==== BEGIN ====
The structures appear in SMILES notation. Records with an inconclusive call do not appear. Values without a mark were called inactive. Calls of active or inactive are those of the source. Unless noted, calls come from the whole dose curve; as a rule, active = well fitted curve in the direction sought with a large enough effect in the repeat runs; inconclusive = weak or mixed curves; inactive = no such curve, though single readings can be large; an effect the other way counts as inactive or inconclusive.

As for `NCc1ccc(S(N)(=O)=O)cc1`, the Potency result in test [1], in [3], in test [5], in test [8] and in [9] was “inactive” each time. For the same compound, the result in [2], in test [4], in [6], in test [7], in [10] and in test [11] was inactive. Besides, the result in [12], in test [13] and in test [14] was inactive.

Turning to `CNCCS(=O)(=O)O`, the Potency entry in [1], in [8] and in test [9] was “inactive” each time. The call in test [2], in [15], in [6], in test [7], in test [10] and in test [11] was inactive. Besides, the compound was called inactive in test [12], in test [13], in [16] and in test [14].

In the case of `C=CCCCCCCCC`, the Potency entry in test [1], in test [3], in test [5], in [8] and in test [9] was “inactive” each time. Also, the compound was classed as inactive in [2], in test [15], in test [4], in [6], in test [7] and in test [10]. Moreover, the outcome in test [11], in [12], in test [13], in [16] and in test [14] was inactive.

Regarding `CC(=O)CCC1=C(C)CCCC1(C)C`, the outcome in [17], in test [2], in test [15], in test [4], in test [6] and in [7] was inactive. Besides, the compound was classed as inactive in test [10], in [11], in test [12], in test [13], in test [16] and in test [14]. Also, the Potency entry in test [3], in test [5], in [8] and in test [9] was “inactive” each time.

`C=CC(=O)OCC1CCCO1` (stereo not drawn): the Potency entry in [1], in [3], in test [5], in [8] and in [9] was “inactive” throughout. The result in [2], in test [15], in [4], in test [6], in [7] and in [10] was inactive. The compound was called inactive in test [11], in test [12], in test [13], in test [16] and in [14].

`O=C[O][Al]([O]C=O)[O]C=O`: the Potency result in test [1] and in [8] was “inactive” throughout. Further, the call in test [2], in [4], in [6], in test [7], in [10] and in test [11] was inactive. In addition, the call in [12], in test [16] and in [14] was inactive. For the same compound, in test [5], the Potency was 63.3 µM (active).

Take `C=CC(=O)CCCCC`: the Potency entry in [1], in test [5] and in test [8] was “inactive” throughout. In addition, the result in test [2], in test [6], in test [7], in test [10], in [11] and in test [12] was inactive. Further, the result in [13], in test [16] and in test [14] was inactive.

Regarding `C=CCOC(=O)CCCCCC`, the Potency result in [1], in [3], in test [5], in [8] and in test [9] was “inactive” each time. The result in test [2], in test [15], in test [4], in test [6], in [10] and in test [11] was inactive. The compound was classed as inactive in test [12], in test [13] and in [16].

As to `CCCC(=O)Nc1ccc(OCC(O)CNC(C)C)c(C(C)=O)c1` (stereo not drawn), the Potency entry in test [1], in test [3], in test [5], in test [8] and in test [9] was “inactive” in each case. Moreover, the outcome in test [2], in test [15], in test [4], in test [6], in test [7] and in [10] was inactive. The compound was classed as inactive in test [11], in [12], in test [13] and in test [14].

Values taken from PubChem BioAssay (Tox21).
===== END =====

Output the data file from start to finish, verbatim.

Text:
The structures appear in SMILES notation. Records with an inconclusive call do not appear. Values without a mark were called inactive. Calls of active or inactive are those of the source. Unless noted, calls come from the whole dose curve; as a rule, active = well fitted curve in the direction sought with a large enough effect in the repeat runs; inconclusive = weak or mixed curves; inactive = no such curve, though single readings can be large; an effect the other way counts as inactive or inconclusive.

As for `NCc1ccc(S(N)(=O)=O)cc1`, the Potency result in test [1], in [3], in test [5], in test [8] and in [9] was “inactive” each time. For the same compound, the result in [2], in test [4], in [6], in test [7], in [10] and in test [11] was inactive. Besides, the result in [12], in test [13] and in test [14] was inactive.

Turning to `CNCCS(=O)(=O)O`, the Potency entry in [1], in [8] and in test [9] was “inactive” each time. The call in test [2], in [15], in [6], in test [7], in test [10] and in test [11] was inactive. Besides, the compound was called inactive in test [12], in test [13], in [16] and in test [14].

In the case of `C=CCCCCCCCC`, the Potency entry in test [1], in test [3], in test [5], in [8] and in test [9] was “inactive” each time. Also, the compound was classed as inactive in [2], in test [15], in test [4], in [6], in test [7] and in test [10]. Moreover, the outcome in test [11], in [12], in test [13], in [16] and in test [14] was inactive.

Regarding `CC(=O)CCC1=C(C)CCCC1(C)C`, the outcome in [17], in test [2], in test [15], in test [4], in test [6] and in [7] was inactive. Besides, the compound was classed as inactive in test [10], in [11], in test [12], in test [13], in test [16] and in test [14]. Also, the Potency entry in test [3], in test [5], in [8] and in test [9] was “inactive” each time.

`C=CC(=O)OCC1CCCO1` (stereo not drawn): the Potency entry in [1], in [3], in test [5], in [8] and in [9] was “inactive” throughout. The result in [2], in test [15], in [4], in test [6], in [7] and in [10] was inactive. The compound was called inactive in test [11], in test [12], in test [13], in test [16] and in [14].

`O=C[O][Al]([O]C=O)[O]C=O`: the Potency result in test [1] and in [8] was “inactive” throughout. Further, the call in test [2], in [4], in [6], in test [7], in [10] and in test [11] was inactive. In addition, the call in [12], in test [16] and in [14] was inactive. For the same compound, in test [5], the Potency was 63.3 µM (active).

Take `C=CC(=O)CCCCC`: the Potency entry in [1], in test [5] and in test [8] was “inactive” throughout. In addition, the result in test [2], in test [6], in test [7], in test [10], in [11] and in test [12] was inactive. Further, the result in [13], in test [16] and in test [14] was inactive.

Regarding `C=CCOC(=O)CCCCCC`, the Potency result in [1], in [3], in test [5], in [8] and in test [9] was “inactive” each time. The result in test [2], in test [15], in test [4], in test [6], in [10] and in test [11] was inactive. The compound was classed as inactive in test [12], in test [13] and in [16].

As to `CCCC(=O)Nc1ccc(OCC(O)CNC(C)C)c(C(C)=O)c1` (stereo not drawn), the Potency entry in test [1], in test [3], in test [5], in test [8] and in test [9] was “inactive” in each case. Moreover, the outcome in test [2], in test [15], in test [4], in test [6], in test [7] and in [10] was inactive. The compound was classed as inactive in test [11], in [12], in test [13] and in test [14].

Values taken from PubChem BioAssay (Tox21).